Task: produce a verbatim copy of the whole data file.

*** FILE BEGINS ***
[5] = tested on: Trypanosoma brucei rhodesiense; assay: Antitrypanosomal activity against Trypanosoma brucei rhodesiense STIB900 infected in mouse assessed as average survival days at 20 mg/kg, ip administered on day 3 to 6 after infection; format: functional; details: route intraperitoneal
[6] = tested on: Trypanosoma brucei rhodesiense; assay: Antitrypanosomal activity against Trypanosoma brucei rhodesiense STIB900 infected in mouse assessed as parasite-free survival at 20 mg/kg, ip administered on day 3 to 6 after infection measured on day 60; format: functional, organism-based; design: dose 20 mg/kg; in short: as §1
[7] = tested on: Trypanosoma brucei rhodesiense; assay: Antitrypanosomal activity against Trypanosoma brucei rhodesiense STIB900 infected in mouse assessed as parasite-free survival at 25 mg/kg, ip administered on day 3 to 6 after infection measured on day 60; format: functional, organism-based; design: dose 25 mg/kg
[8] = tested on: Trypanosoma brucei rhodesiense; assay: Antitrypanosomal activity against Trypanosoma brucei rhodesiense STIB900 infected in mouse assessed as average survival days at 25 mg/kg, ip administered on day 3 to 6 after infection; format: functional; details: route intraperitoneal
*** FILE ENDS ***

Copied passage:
[5] = tested on: Trypanosoma brucei rhodesiense; assay: Antitrypanosomal activity against Trypanosoma brucei rhodesiense STIB900 infected in mouse assessed as average survival days at 20 mg/kg, ip administered on day 3 to 6 after infection; format: functional; details: route intraperitoneal
[6] = tested on: Trypanosoma brucei rhodesiense; assay: Antitrypanosomal activity against Trypanosoma brucei rhodesiense STIB900 infected in mouse assessed as parasite-free survival at 20 mg/kg, ip administered on day 3 to 6 after infection measured on day 60; format: functional, organism-based; design: dose 20 mg/kg; in short: as §1
[7] = tested on: Trypanosoma brucei rhodesiense; assay: Antitrypanosomal activity against Trypanosoma brucei rhodesiense STIB900 infected in mouse assessed as parasite-free survival at 25 mg/kg, ip administered on day 3 to 6 after infection measured on day 60; format: functional, organism-based; design: dose 25 mg/kg
[8] = tested on: Trypanosoma brucei rhodesiense; assay: Antitrypanosomal activity against Trypanosoma brucei rhodesiense STIB900 infected in mouse assessed as average survival days at 25 mg/kg, ip administered on day 3 to 6 after infection; format: functional; details: route intraperitoneal